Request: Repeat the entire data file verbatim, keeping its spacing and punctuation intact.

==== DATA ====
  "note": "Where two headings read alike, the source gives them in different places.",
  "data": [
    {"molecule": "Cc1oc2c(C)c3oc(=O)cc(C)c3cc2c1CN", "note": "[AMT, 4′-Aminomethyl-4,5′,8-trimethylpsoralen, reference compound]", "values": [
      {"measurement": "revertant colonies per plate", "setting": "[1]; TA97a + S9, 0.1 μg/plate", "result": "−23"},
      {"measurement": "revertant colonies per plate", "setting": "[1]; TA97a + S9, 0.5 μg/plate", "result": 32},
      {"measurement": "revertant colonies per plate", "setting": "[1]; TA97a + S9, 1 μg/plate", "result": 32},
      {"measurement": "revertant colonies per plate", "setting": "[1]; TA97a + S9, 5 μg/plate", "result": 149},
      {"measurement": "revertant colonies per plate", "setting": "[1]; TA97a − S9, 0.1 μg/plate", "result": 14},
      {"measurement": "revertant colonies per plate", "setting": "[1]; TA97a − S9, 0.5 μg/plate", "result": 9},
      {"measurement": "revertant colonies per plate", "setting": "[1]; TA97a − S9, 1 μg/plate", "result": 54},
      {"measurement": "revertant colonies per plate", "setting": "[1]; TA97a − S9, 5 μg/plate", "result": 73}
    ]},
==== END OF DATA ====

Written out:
  "note": "Where two headings read alike, the source gives them in different places.",
  "data": [
    {"molecule": "Cc1oc2c(C)c3oc(=O)cc(C)c3cc2c1CN", "note": "[AMT, 4′-Aminomethyl-4,5′,8-trimethylpsoralen, reference compound]", "values": [
      {"measurement": "revertant colonies per plate", "setting": "[1]; TA97a + S9, 0.1 μg/plate", "result": "−23"},
      {"measurement": "revertant colonies per plate", "setting": "[1]; TA97a + S9, 0.5 μg/plate", "result": 32},
      {"measurement": "revertant colonies per plate", "setting": "[1]; TA97a + S9, 1 μg/plate", "result": 32},
      {"measurement": "revertant colonies per plate", "setting": "[1]; TA97a + S9, 5 μg/plate", "result": 149},
      {"measurement": "revertant colonies per plate", "setting": "[1]; TA97a − S9, 0.1 μg/plate", "result": 14},
      {"measurement": "revertant colonies per plate", "setting": "[1]; TA97a − S9, 0.5 μg/plate", "result": 9},
      {"measurement": "revertant colonies per plate", "setting": "[1]; TA97a − S9, 1 μg/plate", "result": 54},
      {"measurement": "revertant colonies per plate", "setting": "[1]; TA97a − S9, 5 μg/plate", "result": 73}
    ]},